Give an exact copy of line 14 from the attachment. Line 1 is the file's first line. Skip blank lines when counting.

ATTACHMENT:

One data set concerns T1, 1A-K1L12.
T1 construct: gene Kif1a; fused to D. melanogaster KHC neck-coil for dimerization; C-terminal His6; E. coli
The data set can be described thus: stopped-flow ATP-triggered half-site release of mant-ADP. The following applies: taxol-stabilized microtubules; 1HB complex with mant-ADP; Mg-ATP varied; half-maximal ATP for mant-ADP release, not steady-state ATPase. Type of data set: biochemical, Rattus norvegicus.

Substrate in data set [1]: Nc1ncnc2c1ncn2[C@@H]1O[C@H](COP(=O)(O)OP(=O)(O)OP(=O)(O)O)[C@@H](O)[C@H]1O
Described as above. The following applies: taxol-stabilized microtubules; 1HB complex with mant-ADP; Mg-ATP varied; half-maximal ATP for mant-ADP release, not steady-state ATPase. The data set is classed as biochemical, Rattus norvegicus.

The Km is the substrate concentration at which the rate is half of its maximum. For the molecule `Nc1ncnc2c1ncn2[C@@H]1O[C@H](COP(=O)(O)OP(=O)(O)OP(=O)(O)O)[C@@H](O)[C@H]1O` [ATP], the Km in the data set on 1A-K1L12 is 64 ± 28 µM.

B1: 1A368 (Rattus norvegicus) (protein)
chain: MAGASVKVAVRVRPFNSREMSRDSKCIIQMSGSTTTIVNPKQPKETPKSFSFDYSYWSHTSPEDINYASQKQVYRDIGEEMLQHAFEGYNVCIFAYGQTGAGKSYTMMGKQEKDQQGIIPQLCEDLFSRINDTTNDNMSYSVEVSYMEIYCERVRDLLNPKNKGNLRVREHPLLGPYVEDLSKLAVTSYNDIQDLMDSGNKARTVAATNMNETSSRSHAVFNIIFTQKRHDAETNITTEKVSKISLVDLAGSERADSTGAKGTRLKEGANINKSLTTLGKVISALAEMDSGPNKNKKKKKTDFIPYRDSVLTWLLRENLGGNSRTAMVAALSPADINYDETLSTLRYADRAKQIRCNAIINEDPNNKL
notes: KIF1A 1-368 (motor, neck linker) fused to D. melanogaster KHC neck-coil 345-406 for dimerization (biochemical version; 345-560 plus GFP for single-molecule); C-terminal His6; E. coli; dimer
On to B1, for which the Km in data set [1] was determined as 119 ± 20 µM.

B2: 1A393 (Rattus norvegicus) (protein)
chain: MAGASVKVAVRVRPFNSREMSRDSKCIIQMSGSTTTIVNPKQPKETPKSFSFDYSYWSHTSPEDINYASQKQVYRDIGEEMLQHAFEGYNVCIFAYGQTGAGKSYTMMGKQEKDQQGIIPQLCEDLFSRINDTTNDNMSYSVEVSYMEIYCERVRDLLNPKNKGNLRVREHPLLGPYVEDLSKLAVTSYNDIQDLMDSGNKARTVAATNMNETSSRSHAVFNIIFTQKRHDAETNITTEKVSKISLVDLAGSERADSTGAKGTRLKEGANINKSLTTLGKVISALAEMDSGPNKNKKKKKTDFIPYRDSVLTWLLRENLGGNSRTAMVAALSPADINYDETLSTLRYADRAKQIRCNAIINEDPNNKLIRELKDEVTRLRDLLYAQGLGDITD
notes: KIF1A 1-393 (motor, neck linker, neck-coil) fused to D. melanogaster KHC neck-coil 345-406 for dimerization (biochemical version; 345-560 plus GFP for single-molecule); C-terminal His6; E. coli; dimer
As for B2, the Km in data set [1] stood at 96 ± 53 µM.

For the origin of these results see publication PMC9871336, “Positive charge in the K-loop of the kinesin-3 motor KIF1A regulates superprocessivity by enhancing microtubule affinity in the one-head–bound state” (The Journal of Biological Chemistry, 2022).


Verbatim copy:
As for B2, the Km in data set [1] stood at 96 ± 53 µM.